# Code of Conduct: Bayesian Predictive Coding

To correctly interpret sensory data, the brain is faced with solving an inverse problem: one where the causes need to be inferred from the perceived outcomes [1]. There are many different computational models and explanations for how the brain codes information and understands its environment. Bayesian predictive coding, the combination of Bayesian inference and predictive coding, is one such model [2, 3, 4, 5]. Although probabilistic representations are not new, Bayesian predictive coding has become increasingly popular in the field of cognitive neuroscience over the last few decades [2]. This model has made important contributions to our understanding of nearly all areas of cognition, including perception, reasoning, and learning [2]. Bayesian predictive coding is not used in conflict with other methods in computational neuroscience but rather as a novel, complementary perspective that is often very useful [3]. Inference on its own only provides a method for computing predictions and does not specify the neural representations those predictions have [4]. This is why Bayesian inference and predictive coding go well together. Predictive coding uses the inferences to create prediction errors, which the brain can then use to encode values of the unknown variables that better represent the sensory input [4]. While Bayesian inference and predictive coding are separate concepts, they work in tandem to create a holistic representation of human cognition. Bayesian predictive coding can be understood by first examining how these constituent models work.

BAYESIAN INFERENCE

In many situations, it is impossible to know the external cause for certain sensory stimuli. In order to eliminate some of this uncertainty, the brain must have some method of making inferences about its environment. The optimal strategy for doing so is using probabilities through Bayesian inference [4]. Although Bayesian inference is more generally used in data analysis, there is considerable evidence that human and animal behavior use Bayesian inference to achieve near-optimal performance in a variety of situations, from decision-making to learning to motor control [4]. Bayesian inference is the probability of a certain hypothesis, given a set of data [2, 3, 4, 6]. It uses both known information, called “priors,” and current incoming stimuli to form a prediction about the cause of the incoming stimuli, known as the latent (unknown) variable. The resulting prediction is known as the posterior probability, which gives the probability of each conceived latent variable being the cause of the observed sensory data. In summary, the priors are used to give baseline probabilities to the latent variables, while the incoming stimuli are used to update these probabilities to better represent the current situation [2, 3, 4, 6]. The computed posterior probability can then be used as a prior in the future [3].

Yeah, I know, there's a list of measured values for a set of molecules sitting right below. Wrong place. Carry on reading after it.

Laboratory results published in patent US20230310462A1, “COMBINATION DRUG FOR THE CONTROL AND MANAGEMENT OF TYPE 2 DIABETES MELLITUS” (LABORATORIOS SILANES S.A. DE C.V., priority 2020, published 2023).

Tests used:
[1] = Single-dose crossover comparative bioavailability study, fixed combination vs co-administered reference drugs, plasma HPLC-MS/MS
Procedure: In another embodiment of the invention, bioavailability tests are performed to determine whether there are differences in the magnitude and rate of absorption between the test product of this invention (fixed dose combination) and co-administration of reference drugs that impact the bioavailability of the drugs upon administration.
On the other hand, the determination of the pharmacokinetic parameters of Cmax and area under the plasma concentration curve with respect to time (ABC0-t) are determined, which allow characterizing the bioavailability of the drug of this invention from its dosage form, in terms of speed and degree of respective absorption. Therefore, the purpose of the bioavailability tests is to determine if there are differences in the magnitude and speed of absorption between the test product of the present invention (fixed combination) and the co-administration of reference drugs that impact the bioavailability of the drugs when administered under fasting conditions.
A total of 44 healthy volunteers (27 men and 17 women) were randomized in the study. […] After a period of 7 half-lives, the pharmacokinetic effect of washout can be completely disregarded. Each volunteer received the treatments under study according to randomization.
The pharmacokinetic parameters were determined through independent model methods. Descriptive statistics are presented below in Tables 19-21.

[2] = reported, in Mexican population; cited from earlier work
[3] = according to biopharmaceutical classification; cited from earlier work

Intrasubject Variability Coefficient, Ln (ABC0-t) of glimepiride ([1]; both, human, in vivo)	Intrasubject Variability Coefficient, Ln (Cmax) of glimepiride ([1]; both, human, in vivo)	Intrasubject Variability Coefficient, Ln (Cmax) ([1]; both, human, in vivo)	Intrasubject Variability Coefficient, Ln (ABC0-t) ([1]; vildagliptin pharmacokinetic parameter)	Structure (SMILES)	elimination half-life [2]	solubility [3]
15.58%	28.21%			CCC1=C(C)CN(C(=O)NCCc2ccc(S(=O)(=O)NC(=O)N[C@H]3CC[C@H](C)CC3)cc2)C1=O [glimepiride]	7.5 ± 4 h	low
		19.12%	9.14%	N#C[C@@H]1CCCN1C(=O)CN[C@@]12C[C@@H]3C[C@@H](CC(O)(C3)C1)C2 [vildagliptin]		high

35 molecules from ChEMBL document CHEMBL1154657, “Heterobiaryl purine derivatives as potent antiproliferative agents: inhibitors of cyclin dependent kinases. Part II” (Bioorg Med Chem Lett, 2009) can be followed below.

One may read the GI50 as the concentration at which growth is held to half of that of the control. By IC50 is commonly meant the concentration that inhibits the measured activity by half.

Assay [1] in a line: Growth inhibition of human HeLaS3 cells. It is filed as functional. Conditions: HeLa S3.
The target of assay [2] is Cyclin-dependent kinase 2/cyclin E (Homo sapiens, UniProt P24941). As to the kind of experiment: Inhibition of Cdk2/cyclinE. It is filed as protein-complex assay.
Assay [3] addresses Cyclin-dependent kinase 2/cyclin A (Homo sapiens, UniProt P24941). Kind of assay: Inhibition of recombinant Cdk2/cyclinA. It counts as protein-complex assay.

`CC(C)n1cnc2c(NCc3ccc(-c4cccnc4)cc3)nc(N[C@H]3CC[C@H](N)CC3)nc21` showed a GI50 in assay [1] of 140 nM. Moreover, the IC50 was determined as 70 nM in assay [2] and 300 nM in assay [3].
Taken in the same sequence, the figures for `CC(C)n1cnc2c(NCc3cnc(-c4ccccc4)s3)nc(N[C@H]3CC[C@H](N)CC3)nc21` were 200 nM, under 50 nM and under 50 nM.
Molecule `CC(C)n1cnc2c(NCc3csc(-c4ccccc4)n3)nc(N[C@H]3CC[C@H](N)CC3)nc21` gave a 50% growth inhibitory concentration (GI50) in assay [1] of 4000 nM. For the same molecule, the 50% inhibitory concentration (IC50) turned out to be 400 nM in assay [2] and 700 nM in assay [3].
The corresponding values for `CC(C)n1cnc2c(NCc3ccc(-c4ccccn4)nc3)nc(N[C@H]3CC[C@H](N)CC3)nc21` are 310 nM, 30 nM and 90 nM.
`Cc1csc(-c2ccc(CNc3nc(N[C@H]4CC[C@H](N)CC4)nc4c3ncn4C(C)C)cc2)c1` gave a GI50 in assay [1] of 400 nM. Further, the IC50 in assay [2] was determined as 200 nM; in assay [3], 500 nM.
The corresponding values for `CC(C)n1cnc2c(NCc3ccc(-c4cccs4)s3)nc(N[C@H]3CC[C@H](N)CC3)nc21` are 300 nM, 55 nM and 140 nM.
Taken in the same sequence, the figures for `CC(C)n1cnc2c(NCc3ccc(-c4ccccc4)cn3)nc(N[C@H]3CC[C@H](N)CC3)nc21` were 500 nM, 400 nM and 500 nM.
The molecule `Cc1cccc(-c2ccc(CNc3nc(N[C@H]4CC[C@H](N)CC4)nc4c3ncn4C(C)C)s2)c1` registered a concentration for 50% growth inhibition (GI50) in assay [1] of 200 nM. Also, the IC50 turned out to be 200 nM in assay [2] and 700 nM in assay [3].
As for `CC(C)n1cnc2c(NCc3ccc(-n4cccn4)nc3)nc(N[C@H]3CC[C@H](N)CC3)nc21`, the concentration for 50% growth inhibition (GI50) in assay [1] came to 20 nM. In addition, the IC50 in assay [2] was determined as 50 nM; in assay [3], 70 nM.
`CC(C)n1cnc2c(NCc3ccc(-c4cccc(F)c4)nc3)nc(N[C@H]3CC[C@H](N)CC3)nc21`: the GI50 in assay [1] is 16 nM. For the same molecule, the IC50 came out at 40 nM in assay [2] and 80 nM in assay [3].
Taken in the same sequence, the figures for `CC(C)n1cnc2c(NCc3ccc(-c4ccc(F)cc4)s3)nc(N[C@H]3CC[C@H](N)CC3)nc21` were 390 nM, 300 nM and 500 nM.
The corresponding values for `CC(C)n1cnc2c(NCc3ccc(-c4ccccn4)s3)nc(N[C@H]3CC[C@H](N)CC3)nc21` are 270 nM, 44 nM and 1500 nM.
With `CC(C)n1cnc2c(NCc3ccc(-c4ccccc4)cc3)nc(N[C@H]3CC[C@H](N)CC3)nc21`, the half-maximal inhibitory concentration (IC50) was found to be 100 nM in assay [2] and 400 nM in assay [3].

Bayesian inference also enables each prior to be weighted according to how reliable it is [2, 3]. An unreliable prior will produce a posterior probability that is based mostly on the incoming sensory data. Alternatively, a very reliable prior will resist change and produce a posterior probability that is very similar to the prior even if the stimulus contradicts it [2, 3]. This is what creates illusions [3]. For example, a mask has both a concave and a convex side; however, when watching a video of a rotating mask, both sides will appear to be convex. This is because faces are always convex, and the brain considers this fact an extremely reliable prior, so despite the incoming stimuli indicating a concave face, a convex face is perceived instead [3].

If you have heard of Sherlock Holmes, you have probably heard the saying: “When you have eliminated the impossible, whatever remains, however improbable, must be the truth” [7]. This logic is one example of Bayesian inference. When a detective arrives at a crime scene, they form an initial set of probabilities for, say, a spouse, close friends, relatives, and strangers based on similar crimes they have investigated. This probability distribution represents the prior, and each person represents a candidate for the latent variable (the unknown cause of the crime). As the investigation continues and evidence is collected (representing the incoming sensory data), the probability of each person having committed the crime is revised, creating the posterior probability. This posterior probability will be considered the prior for the next piece of evidence. The probabilities are continuously updated throughout the investigation until no more evidence can be found, and one person has a high, relative probability of having committed the crime. The resulting suspect may have been considered improbable if they were one of the least likely candidates at the beginning of the investigation. However, once all evidence has been considered, the resulting probability distribution is the most accurate it can be for that situation. This cycle of predicting and updating beliefs is used by the brain continuously, with every movement and new sensation as evidence of the individual’s surroundings [6].